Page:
What people are saying - Write a review
We haven't found any reviews in the usual places.
Other editions - View all
Alcibiades American amusement ancient ancient Greece appear Asahel Stearns beautiful better Boston called character Christian Church common common law contains course Cummings Damocles Daniel Davis dark doctrines earth edition England English Extemporaneous Preaching extract father feelings Gazette Geography give grammar Greek hand heart heaven Hilliard hope human ical important improvement instruction interesting labour language learned less literary LITERARY GAZETTE literature look Lord Lord Byron manner means ment mind moral Nathan Dane nations nature never o'er object opinion passed Pericles Persian Philistus poem poet poetry present principles published Quakers readers religion remarks respect Review Rochdale schools seems Society soul spirit Tancred taste thee thing thou thought tion truth vols volume whole William Enfield words writing
Page 9 - ... So shalt thou rest; and what if thou withdraw In silence from the living, and no friend Take note of thy departure? All that breathe Will share thy destiny. The gay will laugh When thou art gone, the solemn brood of care Plod on, and each one as before will chase His favorite phantom; yet all these shall leave Their mirth and their employments, and shall come And make their bed with thee.
Page 9 - When thoughts Of the last bitter hour come like a blight Over thy spirit, and sad images Of the stern agony, and shroud, and pall, And breathless darkness, and the narrow house, Make thee to shudder, and grow sick at heart — Go forth, under the open sky, and list To Nature's teachings, while from all around — Earth and her waters, and the depths of air — Comes a still voice...
Page 9 - The hills Rock-ribbed and ancient as the sun, — the vales Stretching in pensive quietness between ; The venerable woods — rivers that move In majesty, and the complaining brooks That make the meadows green ; and, poured round all, Old ocean's gray and melancholy waste, — Are but the solemn decorations all Of the great tomb of man.
Page 270 - Now stir the fire, and close the shutters fast, Let fall the curtains, wheel the sofa round, And while the bubbling and loud-hissing urn Throws up a steamy column, and the cups, That cheer but not inebriate, wait on each, So let us welcome peaceful evening in.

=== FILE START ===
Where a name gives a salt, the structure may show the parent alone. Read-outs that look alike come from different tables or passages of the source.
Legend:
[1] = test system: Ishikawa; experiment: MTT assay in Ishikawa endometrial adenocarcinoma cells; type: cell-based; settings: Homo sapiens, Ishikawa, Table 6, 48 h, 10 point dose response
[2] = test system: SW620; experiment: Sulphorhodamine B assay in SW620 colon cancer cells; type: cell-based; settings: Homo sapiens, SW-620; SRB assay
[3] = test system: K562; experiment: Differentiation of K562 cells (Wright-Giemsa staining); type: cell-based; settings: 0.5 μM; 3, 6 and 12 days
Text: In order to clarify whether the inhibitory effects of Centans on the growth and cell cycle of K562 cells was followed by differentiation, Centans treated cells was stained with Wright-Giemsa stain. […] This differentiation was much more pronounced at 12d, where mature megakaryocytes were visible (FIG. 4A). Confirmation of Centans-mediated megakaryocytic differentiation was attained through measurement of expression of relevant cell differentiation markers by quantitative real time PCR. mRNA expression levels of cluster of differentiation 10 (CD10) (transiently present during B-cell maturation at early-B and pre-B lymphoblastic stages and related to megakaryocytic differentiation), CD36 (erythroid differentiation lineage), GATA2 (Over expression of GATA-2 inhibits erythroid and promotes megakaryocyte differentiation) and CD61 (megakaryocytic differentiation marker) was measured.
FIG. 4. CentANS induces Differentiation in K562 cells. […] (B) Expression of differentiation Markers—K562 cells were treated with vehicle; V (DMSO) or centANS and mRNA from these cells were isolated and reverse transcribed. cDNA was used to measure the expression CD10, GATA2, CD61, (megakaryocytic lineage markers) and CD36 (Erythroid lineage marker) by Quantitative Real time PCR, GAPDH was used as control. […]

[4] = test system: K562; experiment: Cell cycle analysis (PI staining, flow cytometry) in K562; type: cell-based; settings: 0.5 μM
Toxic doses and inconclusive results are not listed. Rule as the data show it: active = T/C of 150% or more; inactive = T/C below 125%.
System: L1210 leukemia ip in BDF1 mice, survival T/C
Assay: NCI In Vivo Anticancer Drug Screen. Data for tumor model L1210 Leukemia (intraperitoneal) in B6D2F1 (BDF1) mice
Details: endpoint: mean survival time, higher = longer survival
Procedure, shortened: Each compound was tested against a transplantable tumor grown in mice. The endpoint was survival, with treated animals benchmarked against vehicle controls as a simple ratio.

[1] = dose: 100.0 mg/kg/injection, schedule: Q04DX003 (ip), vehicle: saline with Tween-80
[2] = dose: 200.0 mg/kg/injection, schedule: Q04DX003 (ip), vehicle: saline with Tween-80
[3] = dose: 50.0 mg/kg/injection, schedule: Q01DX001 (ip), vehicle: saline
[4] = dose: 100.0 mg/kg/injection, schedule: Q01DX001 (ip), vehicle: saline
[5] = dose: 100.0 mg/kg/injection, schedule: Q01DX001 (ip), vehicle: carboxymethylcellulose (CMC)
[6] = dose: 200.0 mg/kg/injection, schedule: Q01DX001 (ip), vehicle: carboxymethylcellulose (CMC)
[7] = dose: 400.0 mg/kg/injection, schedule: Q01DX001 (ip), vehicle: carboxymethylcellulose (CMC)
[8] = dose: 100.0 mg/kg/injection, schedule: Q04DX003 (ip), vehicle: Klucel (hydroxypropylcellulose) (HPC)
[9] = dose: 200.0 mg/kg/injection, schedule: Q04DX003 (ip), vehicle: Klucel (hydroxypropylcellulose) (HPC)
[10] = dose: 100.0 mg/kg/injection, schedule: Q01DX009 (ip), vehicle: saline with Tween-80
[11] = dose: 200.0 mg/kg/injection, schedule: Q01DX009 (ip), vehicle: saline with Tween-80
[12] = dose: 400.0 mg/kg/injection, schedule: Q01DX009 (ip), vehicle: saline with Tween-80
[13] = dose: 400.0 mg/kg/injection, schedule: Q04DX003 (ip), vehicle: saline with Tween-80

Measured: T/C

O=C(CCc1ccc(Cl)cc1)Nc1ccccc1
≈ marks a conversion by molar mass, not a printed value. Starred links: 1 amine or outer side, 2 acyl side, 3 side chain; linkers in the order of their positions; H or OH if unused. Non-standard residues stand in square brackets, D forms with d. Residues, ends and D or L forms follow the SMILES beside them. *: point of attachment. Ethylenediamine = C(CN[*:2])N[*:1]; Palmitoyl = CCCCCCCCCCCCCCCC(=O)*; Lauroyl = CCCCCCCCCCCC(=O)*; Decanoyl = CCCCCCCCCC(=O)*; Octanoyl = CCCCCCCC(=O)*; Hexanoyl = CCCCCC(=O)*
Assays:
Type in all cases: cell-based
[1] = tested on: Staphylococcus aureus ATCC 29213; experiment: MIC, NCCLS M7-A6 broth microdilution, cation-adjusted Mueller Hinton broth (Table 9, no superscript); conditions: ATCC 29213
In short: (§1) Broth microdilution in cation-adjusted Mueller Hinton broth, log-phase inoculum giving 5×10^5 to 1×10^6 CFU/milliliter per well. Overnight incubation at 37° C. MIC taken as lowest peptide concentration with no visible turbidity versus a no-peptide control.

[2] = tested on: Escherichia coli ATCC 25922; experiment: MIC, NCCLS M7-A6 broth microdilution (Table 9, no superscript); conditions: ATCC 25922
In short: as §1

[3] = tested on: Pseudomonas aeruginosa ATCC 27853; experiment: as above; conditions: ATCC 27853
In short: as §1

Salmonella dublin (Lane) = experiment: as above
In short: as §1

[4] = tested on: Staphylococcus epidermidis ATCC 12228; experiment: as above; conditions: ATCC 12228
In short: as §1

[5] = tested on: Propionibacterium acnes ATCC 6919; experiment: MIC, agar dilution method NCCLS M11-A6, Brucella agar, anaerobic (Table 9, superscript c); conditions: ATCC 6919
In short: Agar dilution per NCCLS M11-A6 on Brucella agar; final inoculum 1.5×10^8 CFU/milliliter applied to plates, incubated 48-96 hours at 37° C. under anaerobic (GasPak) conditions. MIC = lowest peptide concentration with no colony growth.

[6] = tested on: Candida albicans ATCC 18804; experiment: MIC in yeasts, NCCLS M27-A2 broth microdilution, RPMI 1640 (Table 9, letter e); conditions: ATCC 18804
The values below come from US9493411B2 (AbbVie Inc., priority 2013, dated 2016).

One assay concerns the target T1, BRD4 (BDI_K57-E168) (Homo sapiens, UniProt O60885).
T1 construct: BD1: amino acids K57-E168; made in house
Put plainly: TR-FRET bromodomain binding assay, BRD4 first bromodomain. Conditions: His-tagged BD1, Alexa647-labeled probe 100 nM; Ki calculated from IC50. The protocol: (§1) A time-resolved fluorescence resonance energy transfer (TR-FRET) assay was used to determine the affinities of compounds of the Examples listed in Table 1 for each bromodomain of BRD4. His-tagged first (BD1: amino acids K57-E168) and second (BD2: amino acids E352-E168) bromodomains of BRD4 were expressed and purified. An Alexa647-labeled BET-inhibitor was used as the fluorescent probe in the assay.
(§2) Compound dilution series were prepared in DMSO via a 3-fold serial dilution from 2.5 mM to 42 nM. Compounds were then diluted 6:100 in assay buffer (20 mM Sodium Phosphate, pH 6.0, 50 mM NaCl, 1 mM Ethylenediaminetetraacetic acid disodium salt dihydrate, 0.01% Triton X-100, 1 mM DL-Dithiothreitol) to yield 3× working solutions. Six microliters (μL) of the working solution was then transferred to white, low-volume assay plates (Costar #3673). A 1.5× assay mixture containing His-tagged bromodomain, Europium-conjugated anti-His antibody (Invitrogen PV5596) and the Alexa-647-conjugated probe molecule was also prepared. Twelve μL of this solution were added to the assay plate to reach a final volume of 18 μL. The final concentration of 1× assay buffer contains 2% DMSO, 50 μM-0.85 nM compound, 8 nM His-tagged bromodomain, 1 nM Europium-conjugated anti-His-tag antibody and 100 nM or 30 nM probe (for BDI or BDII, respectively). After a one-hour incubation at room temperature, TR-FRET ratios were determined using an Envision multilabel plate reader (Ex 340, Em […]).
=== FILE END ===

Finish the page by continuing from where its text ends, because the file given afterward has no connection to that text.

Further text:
Page 248 - The spectacle : sensation, soul, and form, All melted into him ; they swallowed up His animal being ; in them did he live, And by them did he live ; they were his life.
Page 352 - Love had he found in huts where poor Men lie : His daily Teachers had been Woods and Rills, The silence that is in the starry sky, The sleep that is among the lonely hills.
Page 233 - But the Nightingale, another of my airy creatures, breathes such sweet loud music out of her little instrumental throat, that it might make mankind to think miracles are not ceased. He that at midnight, when the very labourer sleeps securely, should hear, as I have very often, the clear airs, the sweet descants, the natural rising and falling, the doubling and redoubling of her voice, might well be lifted above earth, and say, Lord, what music hast thou provided for the Saints in Heaven, when thou...
Page 9 - To HIM who, in the love of Nature, holds Communion with her visible forms, she speaks A various language : for his gayer hours She has a voice of gladness, and a smile And eloquence of beauty ; and she glides Into his darker musings with a mild And healing sympathy, that steals away Their sharpness, ere he is aware.
Page 248 - Contingencies of pomp ; and serve to exalt Her native brightness. As the ample moon, In the deep stillness of a summer even Rising behind a thick and lofty grove, Burns, like an unconsuming fire of light, In the green trees ; and, kindling on all sides Their leafy umbrage, turns the dusky veil Into a substance glorious as her own, Yea, with her own incorporated, by power Capacious and serene.
Page 233 - The dew shall weep thy fall to-night, For thou must die. Sweet rose, whose hue, angry and brave, Bids the rash gazer wipe his eye, Thy root is ever in its grave, And thou must die. Sweet spring, full of sweet days and roses, A box where sweets compacted lie, My music shows ye have your closes, And all must die.